What is Sleep Apnea?

Sleep Better in Tampa  Tired woman with sleep apnea

Chronic snoring and interrupted sleep aren’t just minor inconveniences. They could be signs of sleep apnea. Sleep apnea is a common but serious sleep disorder that causes interruptions in breathing during sleep. These pauses in breathing are called apneas, and they can happen hundreds of times each night. 

Sleep apnea can have a negative impact on your health, interfere with your quality of life, and can prevent you from getting the restful sleep your body desperately needs. If you suspect that you might have sleep apnea, our team at Sleep Better Tampa can help. 

Types of Sleep Apnea

Since the most common sleep apnea symptoms are excessive snoring and pauses in breathing, many people assume there is only one version of the condition. However, there are three distinct types of sleep apnea, including:

  • Obstructive Sleep Apnea Obstructive sleep apnea, or OSA, is by far the most common type of sleep apnea. Obstructive sleep apnea causes the muscles in the back of the throat, which naturally become more relaxed during sleep, to collapse and interfere with your normal breathing pattern. The blocked airway often causes the patient to snore, which is why loud snoring is the most frequent symptom.
  • Central Sleep Apnea This disorder, which is less common than obstructive sleep apnea, is trickier to diagnose and treat. Central sleep apnea, or CSA, occurs when the brain doesn’t send the proper messages to the muscles that control breathing. This type of sleep apnea is neurological and often affects people who suffer from underlying conditions. 
  • Complex Sleep Apnea Complex sleep apnea is a combination of obstructive sleep apnea and central sleep apnea. In patients with complex sleep apnea, breathing problems persist even after their airway obstruction is addressed and treated. This indicates that something besides the collapsing throat muscles contributes to the apnea symptoms. Fortunately, this is the rarest kind of sleep apnea.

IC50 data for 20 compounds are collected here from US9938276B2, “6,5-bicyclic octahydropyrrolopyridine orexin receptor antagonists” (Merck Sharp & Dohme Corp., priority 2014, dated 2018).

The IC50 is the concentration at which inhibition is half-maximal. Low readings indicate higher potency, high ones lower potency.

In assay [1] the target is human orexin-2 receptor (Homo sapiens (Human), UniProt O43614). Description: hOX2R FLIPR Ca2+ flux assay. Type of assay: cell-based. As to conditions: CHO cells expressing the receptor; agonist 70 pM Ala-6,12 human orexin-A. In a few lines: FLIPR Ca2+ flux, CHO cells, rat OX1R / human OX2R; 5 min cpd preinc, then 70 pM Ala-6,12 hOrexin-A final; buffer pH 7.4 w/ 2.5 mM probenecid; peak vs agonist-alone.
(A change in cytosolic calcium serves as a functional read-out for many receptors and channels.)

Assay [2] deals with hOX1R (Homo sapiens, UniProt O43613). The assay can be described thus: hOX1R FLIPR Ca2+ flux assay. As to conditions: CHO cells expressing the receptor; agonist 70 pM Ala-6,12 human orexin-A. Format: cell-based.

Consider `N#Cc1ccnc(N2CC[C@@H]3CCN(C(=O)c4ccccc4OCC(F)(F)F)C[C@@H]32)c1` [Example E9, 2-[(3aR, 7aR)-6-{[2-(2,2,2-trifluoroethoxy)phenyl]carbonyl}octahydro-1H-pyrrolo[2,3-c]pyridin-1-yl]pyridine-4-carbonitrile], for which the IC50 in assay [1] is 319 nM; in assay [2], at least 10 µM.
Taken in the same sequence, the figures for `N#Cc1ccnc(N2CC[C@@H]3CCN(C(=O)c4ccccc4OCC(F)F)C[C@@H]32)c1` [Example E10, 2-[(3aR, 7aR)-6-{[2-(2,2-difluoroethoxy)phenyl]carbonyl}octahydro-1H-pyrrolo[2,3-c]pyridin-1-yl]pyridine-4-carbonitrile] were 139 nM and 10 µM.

Sleep Disorder Misconceptions

Sleep apnea is a common condition, but it’s also often misunderstood. There are several myths and misconceptions surrounding the sleep disorder, such as:

    • “If you snore, that means you have sleep apnea.” Simple snoring is not typically an indication of a sleep disorder. If it interrupts your sleep, or if you stop breathing during the night, you should definitely visit a sleep specialist for an evaluation. But many people of all ages snore lightly when they sleep, which is normal.
    • “Sleep apnea only affects overweight people.” While there is a link between sleep apnea and obesity, patients with a healthy BMI can also develop the disorder.
  • “Only men have sleep apnea.” For a long time, it was thought that sleep apnea was more common in men. The truth is, there are many reasons why sleep apnea in women too often goes undiagnosed for a lot of reasons. They may snore more quietly than men, leaving their symptoms unnoticed. Their symptoms also may present themselves differently, such as insomnia, morning headaches, and a lack of energy. 
  • “Sleep apnea only occurs in adults.” Pediatric sleep apnea isn’t as common, but an estimated 3% of children nationwide suffer from sleep apnea. 

The Dangers of Untreated Sleep Disorders

Our bodies need daily rest in order to function properly. Continuously interrupted sleep can result in serious health problems. Potential health issues that may result from untreated sleep apnea include:

  • Heart attack
  • Sudden death
  • Stroke
  • High blood pressure
  • Diabetes
  • Obesity
  • ADHD
  • Dementia
  • Depression
  • Inability to concentrate
  • Impaired memory

Chronic sleep deprivation can also lead to an increased risk of accidents, both on the job and in your vehicle. If you have sleep apnea, it’s best to seek out a diagnosis and treatment right away. This quiz can help you decide whether to visit us for a consultation.

Treat Your Sleep Apnea in Tampa

Dr. Juliet Bulnes-Newton is Tampa’s trusted sleep expert. If you think you might have a sleep disorder, call us today at (813) 607-5337 or click here to schedule a complimentary consultation.